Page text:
US Army, Sgt. RJ Koreis, assigned to 3rd Psychological Operations Battalion, edits on laptop in “Technical Lanes” event, during the 2023 Spc. Hilda I. Clayton Best Combat Camera Competition at Fort A.P. Hill, Virginia, May 24, 2023. (US Army photo by Spc. Noah Martin)

TECHNET CYBER 2024 —The Department of Defense released today its new information technology advancement strategy, called the Fulcrum Strategy, aimed at revamping the department’s cyber, command, control and communications capabilities. 

The strategy, signed by Deputy Secretary of Defense Kathleen Hicks on June 20, plans to invest in infrastructure, interoperability and sustainability all while ensuring the end user — the warfighter — has a smoother experience using IT tools, Leslie Beavers, principal deputy CIO at the DoD told reporters during a media roundtable today. 

“Fulcrum really represents the department’s shift towards leveraging technology and information technology as a strategic enabler. Fulcrum prioritizes user experience by driving capabilities that are intuitive, resilient, and combat-ready from day one, and we think that’s important because it sort of takes the idea of having a strategy that is more functional base, and then flips it around and have it more warfighter driven,” Beavers said. 

A main initiative in the new strategy focuses on providing secure and sustainable IT capabilities that can be advantageous to the warfighter in combative, multi-domain operations — especially “globally contested” regions. 

The idea behind this is to “improve information availability to the warfighters in order for them to gain that decision advantage,” Deputy CIO for Information Enterprise at the DoD, Savan Kong told the roundtable. 

Kong also pointed to the strategy’s initiative of delivering a secure, modernized network with faster data transfer capabilities while focusing on resilience in addition to speed. This would be done by fixing legacy technologies across the DoD information network, Kong explained. When modernizing these networks, “zero trust” capabilities will also be implemented.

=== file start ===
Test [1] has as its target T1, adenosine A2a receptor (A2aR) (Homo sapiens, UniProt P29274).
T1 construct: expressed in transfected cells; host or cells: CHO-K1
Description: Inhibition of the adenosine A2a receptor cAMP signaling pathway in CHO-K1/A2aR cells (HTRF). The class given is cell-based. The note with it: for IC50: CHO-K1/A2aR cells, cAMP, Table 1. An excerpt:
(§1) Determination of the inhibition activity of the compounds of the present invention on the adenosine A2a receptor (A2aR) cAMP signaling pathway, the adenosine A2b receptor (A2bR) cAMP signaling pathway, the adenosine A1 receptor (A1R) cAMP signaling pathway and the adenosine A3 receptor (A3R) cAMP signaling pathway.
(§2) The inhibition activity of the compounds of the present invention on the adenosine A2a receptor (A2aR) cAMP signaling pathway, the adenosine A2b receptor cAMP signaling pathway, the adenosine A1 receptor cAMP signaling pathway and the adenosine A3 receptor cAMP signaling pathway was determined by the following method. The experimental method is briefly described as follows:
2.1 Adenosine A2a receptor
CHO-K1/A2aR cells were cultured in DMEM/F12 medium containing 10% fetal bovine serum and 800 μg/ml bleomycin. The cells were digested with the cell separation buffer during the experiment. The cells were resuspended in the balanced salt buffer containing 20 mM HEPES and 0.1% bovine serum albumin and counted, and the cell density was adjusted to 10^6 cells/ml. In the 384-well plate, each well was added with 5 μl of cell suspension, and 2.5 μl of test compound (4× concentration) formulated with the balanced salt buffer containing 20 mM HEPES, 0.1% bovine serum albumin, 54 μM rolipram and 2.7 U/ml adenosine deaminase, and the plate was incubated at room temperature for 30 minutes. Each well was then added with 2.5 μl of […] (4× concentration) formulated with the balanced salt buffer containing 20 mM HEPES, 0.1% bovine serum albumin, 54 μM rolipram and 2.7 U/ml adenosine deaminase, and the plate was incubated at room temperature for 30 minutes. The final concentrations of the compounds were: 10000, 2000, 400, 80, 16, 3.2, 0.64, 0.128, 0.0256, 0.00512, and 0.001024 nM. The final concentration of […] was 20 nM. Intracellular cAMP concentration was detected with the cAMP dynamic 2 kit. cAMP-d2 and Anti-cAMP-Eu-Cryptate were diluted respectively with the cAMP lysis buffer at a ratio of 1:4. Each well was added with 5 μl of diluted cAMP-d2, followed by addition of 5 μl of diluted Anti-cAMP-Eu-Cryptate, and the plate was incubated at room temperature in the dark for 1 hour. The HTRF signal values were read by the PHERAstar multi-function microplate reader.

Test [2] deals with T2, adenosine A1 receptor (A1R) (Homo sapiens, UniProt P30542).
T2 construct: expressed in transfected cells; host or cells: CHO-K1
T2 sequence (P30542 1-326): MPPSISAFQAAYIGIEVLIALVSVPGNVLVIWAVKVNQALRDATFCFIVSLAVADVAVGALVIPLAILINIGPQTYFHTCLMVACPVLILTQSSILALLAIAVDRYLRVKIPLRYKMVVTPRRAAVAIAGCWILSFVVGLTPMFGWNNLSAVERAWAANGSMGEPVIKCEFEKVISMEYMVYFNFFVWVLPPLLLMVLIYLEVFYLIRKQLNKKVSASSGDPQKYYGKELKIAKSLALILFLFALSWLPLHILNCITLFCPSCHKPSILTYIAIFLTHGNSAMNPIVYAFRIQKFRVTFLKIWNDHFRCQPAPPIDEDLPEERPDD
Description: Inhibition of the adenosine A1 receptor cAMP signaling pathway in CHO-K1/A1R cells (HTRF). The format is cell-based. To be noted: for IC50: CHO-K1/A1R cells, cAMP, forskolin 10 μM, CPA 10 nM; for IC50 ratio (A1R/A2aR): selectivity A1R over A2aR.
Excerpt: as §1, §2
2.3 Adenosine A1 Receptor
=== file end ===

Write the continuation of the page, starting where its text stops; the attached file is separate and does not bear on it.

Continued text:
Another goal outlined in the strategy is to optimize IT governance, meaning to improve delivery efficiency, reduce costs and streamline policies. 

“The idea with [line of effort] three is that it drives efficiencies and capability delivery, cost avoidance and cost savings and streamlines policies from governance all the way to acquisition systems. This one really focuses on the idea of the people problem, resources and results,” Kong said. 

As the final part of the strategy, the DoD plans to cultivate a “premier” digital workforce. This includes recruiting and retaining the “best digital talent the country has to offer,” the press release read. 

“Up until this point, the department has been focusing on the cyber workforce. The pivot here with Fulcrum is now expanding that to include the data, the AI, software development [roles] and really understanding that we’re going to need to up our game on the digital front as well,” Beavers said. 

She added that the department is partnering with the federal government and academic institutions to set up scholarship and exchange programs to foster more talent in this area.

An additional workforce change the department is making when looking for “digital” talent is to enlarge the DoD Cyber Workforce Framework — a tool used to fill cybersecurity jobs — to include more roles for data, AI and software engineering. 

The next step for Fulcrum is an implementation plan that will come out later this summer, Beavers said, adding that as the plan moves forward, collaboration throughout the DoD will be essential. 

“With this strategy, we’re trying to get leaders across the Department of Defense, not just within the CIO organizations, but in all network operations center, weapon systems, program offices, data hubs, software, factories, and other places to make decisions a little bit differently,” she said.